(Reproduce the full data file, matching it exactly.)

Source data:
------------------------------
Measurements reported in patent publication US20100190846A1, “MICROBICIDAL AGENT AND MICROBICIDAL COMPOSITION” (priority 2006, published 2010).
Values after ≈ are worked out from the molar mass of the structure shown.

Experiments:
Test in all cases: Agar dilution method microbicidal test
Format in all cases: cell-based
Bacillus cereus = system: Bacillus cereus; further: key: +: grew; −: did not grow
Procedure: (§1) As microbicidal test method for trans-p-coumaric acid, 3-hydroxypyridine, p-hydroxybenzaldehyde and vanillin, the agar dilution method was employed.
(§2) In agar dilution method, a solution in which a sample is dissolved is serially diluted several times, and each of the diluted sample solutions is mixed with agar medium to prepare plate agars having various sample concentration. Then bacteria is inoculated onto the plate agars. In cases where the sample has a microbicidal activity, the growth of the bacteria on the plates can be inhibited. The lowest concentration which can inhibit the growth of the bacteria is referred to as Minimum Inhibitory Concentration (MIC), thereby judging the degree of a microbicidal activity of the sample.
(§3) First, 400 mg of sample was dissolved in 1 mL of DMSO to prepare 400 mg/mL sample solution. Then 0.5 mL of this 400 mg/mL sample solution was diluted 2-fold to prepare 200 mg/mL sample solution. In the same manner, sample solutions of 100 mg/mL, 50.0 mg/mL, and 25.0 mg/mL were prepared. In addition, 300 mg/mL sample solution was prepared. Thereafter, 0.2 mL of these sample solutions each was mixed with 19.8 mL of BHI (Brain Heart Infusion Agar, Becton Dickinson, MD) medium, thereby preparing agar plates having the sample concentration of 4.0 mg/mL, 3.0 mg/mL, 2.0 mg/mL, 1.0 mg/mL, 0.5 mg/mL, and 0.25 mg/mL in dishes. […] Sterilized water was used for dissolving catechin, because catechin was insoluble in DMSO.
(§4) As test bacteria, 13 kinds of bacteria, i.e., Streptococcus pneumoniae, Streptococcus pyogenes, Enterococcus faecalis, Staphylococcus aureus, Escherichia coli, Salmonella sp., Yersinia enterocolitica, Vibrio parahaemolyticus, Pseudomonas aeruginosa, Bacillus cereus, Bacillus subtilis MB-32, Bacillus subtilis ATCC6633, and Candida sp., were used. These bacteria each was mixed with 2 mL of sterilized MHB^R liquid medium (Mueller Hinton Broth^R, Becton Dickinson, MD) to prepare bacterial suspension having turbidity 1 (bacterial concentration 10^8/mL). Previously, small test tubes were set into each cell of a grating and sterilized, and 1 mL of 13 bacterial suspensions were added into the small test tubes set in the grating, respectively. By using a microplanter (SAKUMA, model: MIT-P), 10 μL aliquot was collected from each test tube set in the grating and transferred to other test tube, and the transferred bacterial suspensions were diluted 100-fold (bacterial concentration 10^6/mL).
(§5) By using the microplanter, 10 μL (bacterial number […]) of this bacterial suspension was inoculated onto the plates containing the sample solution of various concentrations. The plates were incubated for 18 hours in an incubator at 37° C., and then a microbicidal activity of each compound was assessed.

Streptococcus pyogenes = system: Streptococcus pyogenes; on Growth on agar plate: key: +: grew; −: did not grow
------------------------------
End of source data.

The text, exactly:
Measurements reported in patent publication US20100190846A1, “MICROBICIDAL AGENT AND MICROBICIDAL COMPOSITION” (priority 2006, published 2010).
Values after ≈ are worked out from the molar mass of the structure shown.

Experiments:
Test in all cases: Agar dilution method microbicidal test
Format in all cases: cell-based
Bacillus cereus = system: Bacillus cereus; further: key: +: grew; −: did not grow
Procedure: (§1) As microbicidal test method for trans-p-coumaric acid, 3-hydroxypyridine, p-hydroxybenzaldehyde and vanillin, the agar dilution method was employed.
(§2) In agar dilution method, a solution in which a sample is dissolved is serially diluted several times, and each of the diluted sample solutions is mixed with agar medium to prepare plate agars having various sample concentration. Then bacteria is inoculated onto the plate agars. In cases where the sample has a microbicidal activity, the growth of the bacteria on the plates can be inhibited. The lowest concentration which can inhibit the growth of the bacteria is referred to as Minimum Inhibitory Concentration (MIC), thereby judging the degree of a microbicidal activity of the sample.
(§3) First, 400 mg of sample was dissolved in 1 mL of DMSO to prepare 400 mg/mL sample solution. Then 0.5 mL of this 400 mg/mL sample solution was diluted 2-fold to prepare 200 mg/mL sample solution. In the same manner, sample solutions of 100 mg/mL, 50.0 mg/mL, and 25.0 mg/mL were prepared. In addition, 300 mg/mL sample solution was prepared. Thereafter, 0.2 mL of these sample solutions each was mixed with 19.8 mL of BHI (Brain Heart Infusion Agar, Becton Dickinson, MD) medium, thereby preparing agar plates having the sample concentration of 4.0 mg/mL, 3.0 mg/mL, 2.0 mg/mL, 1.0 mg/mL, 0.5 mg/mL, and 0.25 mg/mL in dishes. […] Sterilized water was used for dissolving catechin, because catechin was insoluble in DMSO.
(§4) As test bacteria, 13 kinds of bacteria, i.e., Streptococcus pneumoniae, Streptococcus pyogenes, Enterococcus faecalis, Staphylococcus aureus, Escherichia coli, Salmonella sp., Yersinia enterocolitica, Vibrio parahaemolyticus, Pseudomonas aeruginosa, Bacillus cereus, Bacillus subtilis MB-32, Bacillus subtilis ATCC6633, and Candida sp., were used. These bacteria each was mixed with 2 mL of sterilized MHB^R liquid medium (Mueller Hinton Broth^R, Becton Dickinson, MD) to prepare bacterial suspension having turbidity 1 (bacterial concentration 10^8/mL). Previously, small test tubes were set into each cell of a grating and sterilized, and 1 mL of 13 bacterial suspensions were added into the small test tubes set in the grating, respectively. By using a microplanter (SAKUMA, model: MIT-P), 10 μL aliquot was collected from each test tube set in the grating and transferred to other test tube, and the transferred bacterial suspensions were diluted 100-fold (bacterial concentration 10^6/mL).
(§5) By using the microplanter, 10 μL (bacterial number […]) of this bacterial suspension was inoculated onto the plates containing the sample solution of various concentrations. The plates were incubated for 18 hours in an incubator at 37° C., and then a microbicidal activity of each compound was assessed.

Streptococcus pyogenes = system: Streptococcus pyogenes; on Growth on agar plate: key: +: grew; −: did not grow